Interview With Share Ross
Of Vixen, Down N' Outz, Twin Flames Radio, and Bubble

Rockin’ Interviews- Which did you start playing first, guitar or bass?


Share Ross- “I started with piano first, and then played a little bit of guitar and a little bit of bass, and kinda went back and forth. I think what happened was the first guitars I had were acoustic, so I didn’t feel like I was rocking out. Then I got a bass and I was like, this is way cooler. Then I got to join the coolest band in high school, with all these dudes. So that was it, I was a bass player.”


R.I.- What inspired you to become a musician?


S.R.- “The biggest inspiration was that it was just surrounded with joy. Playing music with other people always felt really good. My mom was a musician, and she had six brothers and sisters, and they were all musicians, her parents were both musicians, so when they came over, it was this huge family jam session. That was a huge inspiration, playing music just felt really good.”


R.I.- When did you discover you could sing like you do know, or was it a skill you developed over time?


S.R.- “Interesting, good question. Singing was definitely something I worked on over time and developed over time. It came about from building up my own confidence with it, and learning how to use my voice in different ways and things like that, a lot of exploration there.”


R.I.- Tell me about how you met Jan and eventually formed Vixen.


S.R.- “Jan saw me playing in Hollywood when I was playing with a bunch of different bands, just some rock band with a bunch of dudes. She came up to me after the gig and introduced herself and gave me her name and wrote her number on a bar napkin and said, ‘You know, I have this band called Vixen, and you’re a really cool bass player and you should come and check out my band sometime.’ and I was like, oh that’s cool. I didn’t really think anything about it, one way or another, and I read a review of them about 3 months later and it was saying what a cool band they were and how solid and everybody was a really good musician. Right around that time I was really sick of being a session player because I was just a gun for hire, if you’d pay me, I’d play in your band. So I was in zillions of different bands, and I was loyal to none of them, I just didn’t care. But I was really sick of that, that wasn’t what I got into music for, and it wasn’t satisfying me and so I called Jan with the intention in hoping that I could come to one of their gigs and she could introduce me to other musicians and then that would lead me to find another band. But, as fate would have it, the day I called was the day they had apparently fired their bass player, it was pretty weird. Then I really got excited and really wanted to be in the band and then when I met Jan and Janet, they gave me a cassette tape and I came home and learned it every which way I could, so that whatever they wanted me to play, I would be ready. This way and that way, I learned every single harmony. Do you want me to sing this part or that part, whatever you need, I’ll do it any way you want? I think it was pretty evident that I wanted to be in the band.”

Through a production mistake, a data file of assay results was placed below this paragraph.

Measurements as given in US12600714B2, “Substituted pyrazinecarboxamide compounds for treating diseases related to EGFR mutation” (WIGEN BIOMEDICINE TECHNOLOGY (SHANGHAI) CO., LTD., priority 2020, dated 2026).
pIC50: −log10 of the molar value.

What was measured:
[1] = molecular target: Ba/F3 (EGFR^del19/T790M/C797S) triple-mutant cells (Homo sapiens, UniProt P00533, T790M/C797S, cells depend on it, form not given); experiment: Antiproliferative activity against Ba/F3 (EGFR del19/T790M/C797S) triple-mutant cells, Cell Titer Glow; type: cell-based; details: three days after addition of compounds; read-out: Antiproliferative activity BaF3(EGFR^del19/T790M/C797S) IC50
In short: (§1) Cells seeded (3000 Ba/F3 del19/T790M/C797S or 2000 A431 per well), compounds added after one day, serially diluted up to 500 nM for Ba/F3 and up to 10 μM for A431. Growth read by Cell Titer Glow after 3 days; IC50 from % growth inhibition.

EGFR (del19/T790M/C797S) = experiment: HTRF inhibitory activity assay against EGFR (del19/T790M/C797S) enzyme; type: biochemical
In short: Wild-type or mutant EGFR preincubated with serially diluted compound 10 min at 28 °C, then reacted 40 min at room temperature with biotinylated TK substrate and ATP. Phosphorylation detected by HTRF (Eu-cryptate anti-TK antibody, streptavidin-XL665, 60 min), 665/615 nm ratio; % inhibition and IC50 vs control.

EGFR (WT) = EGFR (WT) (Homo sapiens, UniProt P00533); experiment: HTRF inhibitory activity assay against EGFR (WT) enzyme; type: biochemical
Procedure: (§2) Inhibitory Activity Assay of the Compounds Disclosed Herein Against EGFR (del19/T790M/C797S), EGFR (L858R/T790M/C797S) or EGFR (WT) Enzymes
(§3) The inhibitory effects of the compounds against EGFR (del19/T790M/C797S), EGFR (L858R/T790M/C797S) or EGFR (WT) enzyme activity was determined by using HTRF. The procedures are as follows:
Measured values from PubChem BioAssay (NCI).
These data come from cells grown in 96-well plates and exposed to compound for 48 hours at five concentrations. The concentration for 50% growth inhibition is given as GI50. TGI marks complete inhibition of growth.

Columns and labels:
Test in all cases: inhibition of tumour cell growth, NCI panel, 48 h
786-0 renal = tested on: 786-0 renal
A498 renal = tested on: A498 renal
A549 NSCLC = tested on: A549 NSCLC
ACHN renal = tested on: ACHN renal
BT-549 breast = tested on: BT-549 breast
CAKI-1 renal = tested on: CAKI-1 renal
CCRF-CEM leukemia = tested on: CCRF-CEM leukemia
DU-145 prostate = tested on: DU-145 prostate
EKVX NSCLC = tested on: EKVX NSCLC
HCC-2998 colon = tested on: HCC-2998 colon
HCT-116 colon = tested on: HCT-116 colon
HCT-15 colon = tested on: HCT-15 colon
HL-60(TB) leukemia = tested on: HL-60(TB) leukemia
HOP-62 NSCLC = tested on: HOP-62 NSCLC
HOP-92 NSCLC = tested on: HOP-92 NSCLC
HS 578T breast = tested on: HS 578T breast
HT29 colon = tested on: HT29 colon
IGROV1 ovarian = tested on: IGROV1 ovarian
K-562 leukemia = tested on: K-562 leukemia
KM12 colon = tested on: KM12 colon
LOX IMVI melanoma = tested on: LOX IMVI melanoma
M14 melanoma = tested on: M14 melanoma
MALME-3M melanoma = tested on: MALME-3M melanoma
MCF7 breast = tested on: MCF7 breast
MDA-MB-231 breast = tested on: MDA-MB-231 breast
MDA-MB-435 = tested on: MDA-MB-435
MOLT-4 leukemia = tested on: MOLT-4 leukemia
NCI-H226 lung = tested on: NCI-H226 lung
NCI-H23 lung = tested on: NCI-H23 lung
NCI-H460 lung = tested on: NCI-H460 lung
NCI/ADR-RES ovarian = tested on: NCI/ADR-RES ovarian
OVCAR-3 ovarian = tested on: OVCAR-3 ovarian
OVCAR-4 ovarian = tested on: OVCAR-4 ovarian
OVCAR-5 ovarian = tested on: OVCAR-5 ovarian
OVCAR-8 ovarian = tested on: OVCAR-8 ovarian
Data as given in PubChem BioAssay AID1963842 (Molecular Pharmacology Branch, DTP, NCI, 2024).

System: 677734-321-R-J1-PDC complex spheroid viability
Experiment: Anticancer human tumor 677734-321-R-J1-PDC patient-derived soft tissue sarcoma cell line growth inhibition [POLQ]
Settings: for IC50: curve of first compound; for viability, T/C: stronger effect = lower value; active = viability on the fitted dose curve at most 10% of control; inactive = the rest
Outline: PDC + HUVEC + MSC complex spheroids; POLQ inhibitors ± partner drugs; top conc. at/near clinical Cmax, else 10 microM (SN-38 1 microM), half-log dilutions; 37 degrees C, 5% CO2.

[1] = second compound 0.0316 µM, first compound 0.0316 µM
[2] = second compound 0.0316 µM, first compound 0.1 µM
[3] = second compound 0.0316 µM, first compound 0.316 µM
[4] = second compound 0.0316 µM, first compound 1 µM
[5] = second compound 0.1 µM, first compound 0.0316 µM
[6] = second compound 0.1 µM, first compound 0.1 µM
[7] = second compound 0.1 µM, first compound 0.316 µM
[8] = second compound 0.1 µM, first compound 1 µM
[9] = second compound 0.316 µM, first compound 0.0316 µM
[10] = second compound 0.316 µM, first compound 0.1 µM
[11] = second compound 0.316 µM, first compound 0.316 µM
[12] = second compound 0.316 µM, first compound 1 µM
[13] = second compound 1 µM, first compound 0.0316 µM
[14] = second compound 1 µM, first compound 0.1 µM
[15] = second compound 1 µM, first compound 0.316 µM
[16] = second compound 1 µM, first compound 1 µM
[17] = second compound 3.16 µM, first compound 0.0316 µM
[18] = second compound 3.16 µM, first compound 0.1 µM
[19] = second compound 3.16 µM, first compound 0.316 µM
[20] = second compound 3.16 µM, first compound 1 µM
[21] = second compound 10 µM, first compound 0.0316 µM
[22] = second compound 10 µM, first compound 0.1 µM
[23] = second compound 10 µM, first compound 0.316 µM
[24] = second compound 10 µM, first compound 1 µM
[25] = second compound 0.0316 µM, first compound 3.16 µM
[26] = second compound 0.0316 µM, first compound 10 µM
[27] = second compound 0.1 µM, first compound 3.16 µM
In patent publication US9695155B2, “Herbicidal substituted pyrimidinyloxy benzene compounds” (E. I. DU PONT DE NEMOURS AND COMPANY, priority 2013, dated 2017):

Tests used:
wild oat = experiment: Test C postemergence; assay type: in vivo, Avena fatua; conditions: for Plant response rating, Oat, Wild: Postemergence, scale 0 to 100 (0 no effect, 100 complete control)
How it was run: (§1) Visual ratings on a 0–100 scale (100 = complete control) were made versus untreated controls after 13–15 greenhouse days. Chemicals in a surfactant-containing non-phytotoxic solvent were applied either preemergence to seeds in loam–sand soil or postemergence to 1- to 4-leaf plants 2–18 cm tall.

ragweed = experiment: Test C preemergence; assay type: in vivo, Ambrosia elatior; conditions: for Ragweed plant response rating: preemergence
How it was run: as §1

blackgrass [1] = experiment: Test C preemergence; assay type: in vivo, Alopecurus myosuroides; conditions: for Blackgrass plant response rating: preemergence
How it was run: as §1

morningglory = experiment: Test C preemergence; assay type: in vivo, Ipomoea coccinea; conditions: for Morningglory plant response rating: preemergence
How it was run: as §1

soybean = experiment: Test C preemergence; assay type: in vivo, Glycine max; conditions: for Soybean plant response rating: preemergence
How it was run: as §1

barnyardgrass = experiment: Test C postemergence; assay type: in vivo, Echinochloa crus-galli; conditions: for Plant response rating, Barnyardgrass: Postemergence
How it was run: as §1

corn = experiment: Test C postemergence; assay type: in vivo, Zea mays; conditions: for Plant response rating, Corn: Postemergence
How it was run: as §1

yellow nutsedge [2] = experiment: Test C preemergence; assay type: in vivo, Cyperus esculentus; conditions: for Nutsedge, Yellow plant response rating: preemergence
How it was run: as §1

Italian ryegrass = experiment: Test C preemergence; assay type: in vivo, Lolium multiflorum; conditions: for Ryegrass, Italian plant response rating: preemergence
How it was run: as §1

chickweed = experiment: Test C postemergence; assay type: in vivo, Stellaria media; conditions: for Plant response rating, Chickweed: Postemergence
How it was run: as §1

R.I.- How did that grow into the writing and recording of the first two Vixen albums?


S.R.- “A lot of those songs were pretty advanced by the time I joined because it was 6 months to a year after I joined, that we had our first record deal, I’m not exactly sure of the timing, so a lot of those songs were already done. So I just did the best that I could to play the bass the way they wanted it and to enhance it a little wherever everybody thought it worked. I guess there was a few exceptions, Richard Marx came into the rehearsal room and sang that guitar line and we came up with the rest of the parts on the spot. There was a few other things we wrote together. Bands have to get to know each other to gain trust and share your musical idea and not feel like you’re gonna be laughed at or made fun of. I think as humans, one of our biggest fears is being laughed at. It took a little bit of time for everybody to develop that sense of where we were going, and at the same time, we were blowing up on MTV, so that happened.”


R.I.- What was your reaction to seeing your video(s) on MTV?


S.R.- “Pure, unadulterated joy. Just absolutely fantastic. It was pretty crazy.”


R.I.- Who are some of the people you’ve been starstruck by, if any?